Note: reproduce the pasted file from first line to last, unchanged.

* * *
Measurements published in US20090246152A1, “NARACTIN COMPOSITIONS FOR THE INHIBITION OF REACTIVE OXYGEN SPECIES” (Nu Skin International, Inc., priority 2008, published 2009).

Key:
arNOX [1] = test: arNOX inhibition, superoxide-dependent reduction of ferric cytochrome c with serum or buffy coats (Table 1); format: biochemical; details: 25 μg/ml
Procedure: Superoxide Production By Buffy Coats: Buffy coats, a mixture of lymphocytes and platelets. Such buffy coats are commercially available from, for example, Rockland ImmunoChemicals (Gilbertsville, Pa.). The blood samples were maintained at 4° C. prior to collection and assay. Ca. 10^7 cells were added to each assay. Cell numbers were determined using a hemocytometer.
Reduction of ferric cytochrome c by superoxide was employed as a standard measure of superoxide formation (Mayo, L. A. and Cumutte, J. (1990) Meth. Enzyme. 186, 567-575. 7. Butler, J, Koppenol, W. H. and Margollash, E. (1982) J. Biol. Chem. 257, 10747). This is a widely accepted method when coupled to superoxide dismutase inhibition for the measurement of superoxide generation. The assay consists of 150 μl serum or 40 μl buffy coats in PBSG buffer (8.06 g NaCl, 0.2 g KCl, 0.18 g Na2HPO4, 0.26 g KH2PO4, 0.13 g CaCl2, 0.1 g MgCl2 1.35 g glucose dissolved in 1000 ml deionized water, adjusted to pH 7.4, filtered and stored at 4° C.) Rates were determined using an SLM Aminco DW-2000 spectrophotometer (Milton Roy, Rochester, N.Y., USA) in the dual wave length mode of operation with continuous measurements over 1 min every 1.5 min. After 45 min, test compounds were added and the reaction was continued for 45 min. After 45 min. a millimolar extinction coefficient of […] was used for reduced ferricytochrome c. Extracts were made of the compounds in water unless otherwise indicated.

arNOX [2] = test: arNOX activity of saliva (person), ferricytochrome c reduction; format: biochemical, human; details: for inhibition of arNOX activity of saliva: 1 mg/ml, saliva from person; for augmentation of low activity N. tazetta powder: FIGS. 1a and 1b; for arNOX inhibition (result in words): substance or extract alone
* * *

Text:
Measurements published in US20090246152A1, “NARACTIN COMPOSITIONS FOR THE INHIBITION OF REACTIVE OXYGEN SPECIES” (Nu Skin International, Inc., priority 2008, published 2009).

Key:
arNOX [1] = test: arNOX inhibition, superoxide-dependent reduction of ferric cytochrome c with serum or buffy coats (Table 1); format: biochemical; details: 25 μg/ml
Procedure: Superoxide Production By Buffy Coats: Buffy coats, a mixture of lymphocytes and platelets. Such buffy coats are commercially available from, for example, Rockland ImmunoChemicals (Gilbertsville, Pa.). The blood samples were maintained at 4° C. prior to collection and assay. Ca. 10^7 cells were added to each assay. Cell numbers were determined using a hemocytometer.
Reduction of ferric cytochrome c by superoxide was employed as a standard measure of superoxide formation (Mayo, L. A. and Cumutte, J. (1990) Meth. Enzyme. 186, 567-575. 7. Butler, J, Koppenol, W. H. and Margollash, E. (1982) J. Biol. Chem. 257, 10747). This is a widely accepted method when coupled to superoxide dismutase inhibition for the measurement of superoxide generation. The assay consists of 150 μl serum or 40 μl buffy coats in PBSG buffer (8.06 g NaCl, 0.2 g KCl, 0.18 g Na2HPO4, 0.26 g KH2PO4, 0.13 g CaCl2, 0.1 g MgCl2 1.35 g glucose dissolved in 1000 ml deionized water, adjusted to pH 7.4, filtered and stored at 4° C.) Rates were determined using an SLM Aminco DW-2000 spectrophotometer (Milton Roy, Rochester, N.Y., USA) in the dual wave length mode of operation with continuous measurements over 1 min every 1.5 min. After 45 min, test compounds were added and the reaction was continued for 45 min. After 45 min. a millimolar extinction coefficient of […] was used for reduced ferricytochrome c. Extracts were made of the compounds in water unless otherwise indicated.

arNOX [2] = test: arNOX activity of saliva (person), ferricytochrome c reduction; format: biochemical, human; details: for inhibition of arNOX activity of saliva: 1 mg/ml, saliva from person; for augmentation of low activity N. tazetta powder: FIGS. 1a and 1b; for arNOX inhibition (result in words): substance or extract alone